CHF-Haiti Blog Update - Jan. 17, 2010: Areas beyond Port-au-Prince

Leogane Catholic Church was destroyed in teh earthquake.

PHOTO: Ruins of the Catholic Church in 
Leogane, a town of 134,000 people 20 miles west of Port-au-Prince.  The UN estimates that estimates that 80-90% of Leogane was destroyed by the earthquake.

CHF-Haiti Blog Update, Sunday January 17, 2010 – Areas beyond Port-au-Prince

CHF received a huge amount of information on areas beyond Port-au-Prince from our Field Director Bob Fagen. Bob and his entirely Haitian team based in Petit Goave have been supporting the Boy Scouts and Red Cross with a donation of tools such as wheelbarrows and shovels, plus loads of facemasks, shirts, hats, and gloves. The Boy Scouts have been key to rescue efforts in the city and showed an impressively organized response to the earthquake in Petit Goave. CHF is proud to be partnering with them.

CHF working with Boy Scouts in Petit Goave

PHOTO: The CHF-Haiti team based in Petit Goave is providing tools to the Boy Scouts and Red Cross.

Bob was able to travel beyond Petit Goave to Grand Goave and Legoane. Some of his observations are below.

Grand Goave

  • The main Catholic Church on the Place Publique in the center of town and its rectory were both destroyed. We were able to speak to the priest who had survived and he is in good spirits, in spite of the destruction
  • A tent city has been erected on the Place Publique. At night it swells to 5,000 people. There are 5-6 similar tent cities throughout Grand Goave, each with 3,000-5,000 people at night.
  • Grand Goave, while battered by the earthquake, is not as visibly devastated as either Petit-Goave or Leogane. However, Grand Goave depended on Petit Goave for much of its potable water, and the shortages in Petit Goave have significantly affected Grand Goave. Considering the tent city phenomenon and the lack of water, it is only a matter of time before disease becomes an issue in Grand Goave.


  • MINUSTAH (UN mission in Haiti) were undertakni g a protein cookie distribution in front of Leogane City Hall to mostly women and children.
  • Much of Leogane, both downtown and the surrounding area, was flattened by the quake and unconfirmed estimates put the death toll as high as 100,000. We sincerely hope this is far higher than the reality.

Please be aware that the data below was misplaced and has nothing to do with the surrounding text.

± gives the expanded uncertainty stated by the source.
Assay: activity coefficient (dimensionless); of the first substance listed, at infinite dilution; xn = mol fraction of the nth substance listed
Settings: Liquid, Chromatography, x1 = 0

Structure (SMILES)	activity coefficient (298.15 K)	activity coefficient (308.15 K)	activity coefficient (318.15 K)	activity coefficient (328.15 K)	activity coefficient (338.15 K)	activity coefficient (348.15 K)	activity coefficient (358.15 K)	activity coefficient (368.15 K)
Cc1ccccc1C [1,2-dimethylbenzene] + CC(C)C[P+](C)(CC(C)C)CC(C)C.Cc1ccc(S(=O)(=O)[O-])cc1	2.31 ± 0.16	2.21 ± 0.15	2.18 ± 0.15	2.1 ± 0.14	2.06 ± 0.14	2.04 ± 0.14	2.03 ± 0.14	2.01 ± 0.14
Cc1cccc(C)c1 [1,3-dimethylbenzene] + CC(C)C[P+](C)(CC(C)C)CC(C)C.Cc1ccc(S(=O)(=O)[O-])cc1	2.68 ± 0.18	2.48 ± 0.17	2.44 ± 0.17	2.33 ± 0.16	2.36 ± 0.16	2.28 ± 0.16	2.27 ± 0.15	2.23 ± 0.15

• Between Leogane and L'Acul we passed a destroyed water pump that is indicative of the below-the-surface damage that has crippled many wells and reservoirs in the region. Potable water is and will continue to be a major issue for the region until water supplies can be repaired or replaced.
  • The Ecole National Anna Karina, a high school in the city center of Leogane, was flattened completely. Tragically class was in session at the time.
  • Churches appear to have suffered extraordinary damage from the quake, with most crumbling, especially the larger structures.
  • The financial system in affected cities has been paralyzed by the earthquake. While some supplies are available, prices have skyrocketed and people simply do not have access to what little money they have in the bank.
  • We saw collapsed wooden houses on stilts, common in historic Leogane, a city of approximately 134,000. Many of the multi-level Leogane homes fell to the ground after the stilts and supporting beams collapsed underneath them. The UN Office for the Coordination of Humanitarian Affairs (OCHA) estimates that 80-90% of Leogane was destroyed by the earthquake.

CHF plans to work with relief agencies in these hard hit areas and wants to draw attention to the plight of the Haitian people outside of Port-au-Prince, who are suffering the same privations and tragedies. 

Tent city in Grand Goave

PHOTO: A tent city on the Place 
Publique in Grand Goave. At night it swells to 5,000 people. 

Region: Haiti, The Americas
Area of expertise: Humanitarian Assistance